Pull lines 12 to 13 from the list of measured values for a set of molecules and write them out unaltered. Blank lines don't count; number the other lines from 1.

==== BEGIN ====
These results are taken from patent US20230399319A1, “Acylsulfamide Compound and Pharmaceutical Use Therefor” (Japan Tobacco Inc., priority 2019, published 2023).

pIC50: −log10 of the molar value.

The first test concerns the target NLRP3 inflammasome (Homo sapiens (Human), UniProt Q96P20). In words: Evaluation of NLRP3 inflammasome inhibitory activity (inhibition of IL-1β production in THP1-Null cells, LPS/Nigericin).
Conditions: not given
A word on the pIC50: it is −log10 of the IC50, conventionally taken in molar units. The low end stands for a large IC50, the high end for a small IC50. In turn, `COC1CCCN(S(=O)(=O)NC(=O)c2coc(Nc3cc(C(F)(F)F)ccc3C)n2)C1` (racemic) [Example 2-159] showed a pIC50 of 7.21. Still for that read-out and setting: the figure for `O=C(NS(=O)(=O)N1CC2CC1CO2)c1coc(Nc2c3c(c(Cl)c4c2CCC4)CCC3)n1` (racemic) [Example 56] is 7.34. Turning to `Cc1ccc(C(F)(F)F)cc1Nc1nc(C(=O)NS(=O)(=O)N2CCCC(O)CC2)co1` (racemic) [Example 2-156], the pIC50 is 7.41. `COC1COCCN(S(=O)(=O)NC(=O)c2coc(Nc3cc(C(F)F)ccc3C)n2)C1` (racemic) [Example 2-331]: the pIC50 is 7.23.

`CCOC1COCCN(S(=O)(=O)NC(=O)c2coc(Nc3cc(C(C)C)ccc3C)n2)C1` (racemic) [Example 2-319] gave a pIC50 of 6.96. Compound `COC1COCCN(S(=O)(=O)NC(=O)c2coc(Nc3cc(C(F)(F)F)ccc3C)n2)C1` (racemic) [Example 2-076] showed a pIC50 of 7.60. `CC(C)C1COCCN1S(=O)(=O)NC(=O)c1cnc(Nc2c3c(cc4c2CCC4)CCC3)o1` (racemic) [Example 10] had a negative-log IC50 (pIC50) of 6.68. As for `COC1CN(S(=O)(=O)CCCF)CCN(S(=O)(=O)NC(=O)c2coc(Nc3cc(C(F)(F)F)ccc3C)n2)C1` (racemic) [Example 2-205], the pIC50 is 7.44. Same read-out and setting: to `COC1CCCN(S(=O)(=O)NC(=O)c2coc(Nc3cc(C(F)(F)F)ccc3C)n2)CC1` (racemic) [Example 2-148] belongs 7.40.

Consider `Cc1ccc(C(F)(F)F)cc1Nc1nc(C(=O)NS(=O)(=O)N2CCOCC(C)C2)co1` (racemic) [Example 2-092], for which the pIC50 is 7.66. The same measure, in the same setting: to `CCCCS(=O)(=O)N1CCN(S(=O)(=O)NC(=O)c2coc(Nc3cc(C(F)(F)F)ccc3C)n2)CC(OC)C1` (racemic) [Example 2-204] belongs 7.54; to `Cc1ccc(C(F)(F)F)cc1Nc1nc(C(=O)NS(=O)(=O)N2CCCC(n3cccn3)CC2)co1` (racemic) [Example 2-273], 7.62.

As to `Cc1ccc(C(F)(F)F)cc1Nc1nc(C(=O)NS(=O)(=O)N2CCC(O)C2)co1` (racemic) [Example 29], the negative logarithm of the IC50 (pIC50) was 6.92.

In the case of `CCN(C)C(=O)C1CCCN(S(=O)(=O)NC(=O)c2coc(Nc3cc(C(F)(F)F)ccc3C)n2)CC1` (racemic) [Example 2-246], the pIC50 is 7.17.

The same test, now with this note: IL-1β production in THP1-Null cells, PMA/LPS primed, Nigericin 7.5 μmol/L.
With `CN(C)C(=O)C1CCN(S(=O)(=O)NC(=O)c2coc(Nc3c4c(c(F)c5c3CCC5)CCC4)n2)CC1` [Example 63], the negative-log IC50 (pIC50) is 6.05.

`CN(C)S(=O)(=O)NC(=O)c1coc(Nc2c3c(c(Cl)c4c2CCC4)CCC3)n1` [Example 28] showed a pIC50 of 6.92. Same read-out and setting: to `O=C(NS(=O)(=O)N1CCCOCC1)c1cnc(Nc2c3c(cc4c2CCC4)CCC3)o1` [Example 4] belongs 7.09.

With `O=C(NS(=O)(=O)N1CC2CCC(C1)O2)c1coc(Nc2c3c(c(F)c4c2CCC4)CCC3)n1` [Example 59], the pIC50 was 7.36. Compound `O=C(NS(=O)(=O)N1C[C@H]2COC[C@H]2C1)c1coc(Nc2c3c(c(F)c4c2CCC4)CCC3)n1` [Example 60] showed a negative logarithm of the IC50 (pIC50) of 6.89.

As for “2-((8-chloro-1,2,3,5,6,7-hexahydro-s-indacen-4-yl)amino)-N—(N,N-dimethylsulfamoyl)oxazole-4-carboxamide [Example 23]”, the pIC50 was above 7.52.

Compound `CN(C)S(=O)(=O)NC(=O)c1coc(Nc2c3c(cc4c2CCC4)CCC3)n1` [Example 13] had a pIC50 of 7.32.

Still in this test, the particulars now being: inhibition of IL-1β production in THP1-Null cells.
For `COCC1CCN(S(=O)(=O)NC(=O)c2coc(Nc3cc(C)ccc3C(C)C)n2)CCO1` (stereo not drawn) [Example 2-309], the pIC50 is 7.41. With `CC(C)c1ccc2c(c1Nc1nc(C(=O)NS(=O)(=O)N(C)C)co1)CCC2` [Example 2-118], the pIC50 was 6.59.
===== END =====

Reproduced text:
`CN(C)S(=O)(=O)NC(=O)c1coc(Nc2c3c(c(Cl)c4c2CCC4)CCC3)n1` [Example 28] showed a pIC50 of 6.92. Same read-out and setting: to `O=C(NS(=O)(=O)N1CCCOCC1)c1cnc(Nc2c3c(cc4c2CCC4)CCC3)o1` [Example 4] belongs 7.09.

With `O=C(NS(=O)(=O)N1CC2CCC(C1)O2)c1coc(Nc2c3c(c(F)c4c2CCC4)CCC3)n1` [Example 59], the pIC50 was 7.36. Compound `O=C(NS(=O)(=O)N1C[C@H]2COC[C@H]2C1)c1coc(Nc2c3c(c(F)c4c2CCC4)CCC3)n1` [Example 60] showed a negative logarithm of the IC50 (pIC50) of 6.89.